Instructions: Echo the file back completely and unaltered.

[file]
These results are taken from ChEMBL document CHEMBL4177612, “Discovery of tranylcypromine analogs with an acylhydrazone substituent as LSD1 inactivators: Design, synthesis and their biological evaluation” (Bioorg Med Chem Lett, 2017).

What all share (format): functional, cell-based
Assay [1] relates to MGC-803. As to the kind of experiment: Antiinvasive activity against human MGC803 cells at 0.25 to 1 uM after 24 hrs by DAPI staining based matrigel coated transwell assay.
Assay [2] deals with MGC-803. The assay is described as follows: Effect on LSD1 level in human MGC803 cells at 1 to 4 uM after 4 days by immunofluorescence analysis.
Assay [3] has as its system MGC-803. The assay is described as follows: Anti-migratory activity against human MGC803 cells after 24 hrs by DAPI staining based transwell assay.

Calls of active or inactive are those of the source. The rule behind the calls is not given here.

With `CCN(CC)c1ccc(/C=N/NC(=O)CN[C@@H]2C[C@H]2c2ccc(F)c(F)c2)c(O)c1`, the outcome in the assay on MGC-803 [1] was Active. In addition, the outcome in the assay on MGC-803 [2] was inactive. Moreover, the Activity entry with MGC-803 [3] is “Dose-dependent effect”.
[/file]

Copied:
These results are taken from ChEMBL document CHEMBL4177612, “Discovery of tranylcypromine analogs with an acylhydrazone substituent as LSD1 inactivators: Design, synthesis and their biological evaluation” (Bioorg Med Chem Lett, 2017).

What all share (format): functional, cell-based
Assay [1] relates to MGC-803. As to the kind of experiment: Antiinvasive activity against human MGC803 cells at 0.25 to 1 uM after 24 hrs by DAPI staining based matrigel coated transwell assay.
Assay [2] deals with MGC-803. The assay is described as follows: Effect on LSD1 level in human MGC803 cells at 1 to 4 uM after 4 days by immunofluorescence analysis.
Assay [3] has as its system MGC-803. The assay is described as follows: Anti-migratory activity against human MGC803 cells after 24 hrs by DAPI staining based transwell assay.

Calls of active or inactive are those of the source. The rule behind the calls is not given here.

With `CCN(CC)c1ccc(/C=N/NC(=O)CN[C@@H]2C[C@H]2c2ccc(F)c(F)c2)c(O)c1`, the outcome in the assay on MGC-803 [1] was Active. In addition, the outcome in the assay on MGC-803 [2] was inactive. Moreover, the Activity entry with MGC-803 [3] is “Dose-dependent effect”.